more » « less
  4. null (Ed.)
    We investigate how people’s ‘humor style’ relates to their online photo-sharing behaviors and reactions to ‘privacy primes’. In an online experiment, we queried 437 participants about their humor style, likelihood to share photo-memes, and history of sharing others’ photos. In two treatment conditions, participants were either primed to imagine themselves as the photo-subjects or to consider the photo-subjects’ privacy before sharing memes. We found that participants who frequently use aggressive and self-deprecating humor were more likely to violate others’ privacy by sharing photos. We also replicated the interventions’ paradoxical effects – increasing sharing likelihood – as reported in earlier work and identified the subgroups that demonstrated this behavior through interaction analyses. When primed to consider the subjects’ privacy, only humor deniers (participants who use humor infrequently) demonstrated increased sharing. In contrast, when imagining themselves as the photo-subjects, humor deniers, unlike other participants, did not increase the sharing of photos.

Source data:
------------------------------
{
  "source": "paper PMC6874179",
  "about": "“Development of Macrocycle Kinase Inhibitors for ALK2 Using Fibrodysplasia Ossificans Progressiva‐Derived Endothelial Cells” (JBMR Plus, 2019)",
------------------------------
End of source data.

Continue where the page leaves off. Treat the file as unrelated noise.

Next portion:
more » « less
  5. Five experiments investigate the hypothesis that heavier weight individuals are denied mental agency (i.e., higher order cognitive and intentional capacities), but not experience (e.g., emotional and sensory capacities), relative to average weight individuals. Across studies, we find that as targets increase in weight, they are denied mental agency; however, target weight has no reliable influence on ascriptions of experience (Studies 1a–2b). Furthermore, the de-mentalization of heavier weight targets was associated with both disgust and beliefs about targets’ physical agency (Study 3). Finally, de-mentalization affected role assignments. Heavier weight targets were rated as helpful for roles requiring experiential but not mentally agentic faculties (Study 4). Heavier weight targets were also less likely than chance to be categorized into a career when it was described as requiring mental agency (versus experience; Study 5). These findings suggest novel insights into past work on weight stigma, wherein discrimination often occurs in domains requiring mental agency.

    more » « less
  6. null (Ed.)
    We tested the novel hypothesis that the dehumanization of prisoners varies as a function of how soon they will be released from prison. Seven studies indicate that people ascribe soon-to-be-released prisoners greater mental sophistication than those with more time to serve, all other things being equal. Studies 3 to 6 indicate that these effects are mediated by perceptions that imprisonment has served the functions of rehabilitation, retribution, and future deterrence. Finally, Study 7 demonstrates that beliefs about rehabilitation and deterrence may be the most important in accounting for these effects. These findings indicate that the amount of time left on a prison sentence influences mind ascription to the incarcerated, an effect that has implications for our understanding of prisoner dehumanization. 
    more » « less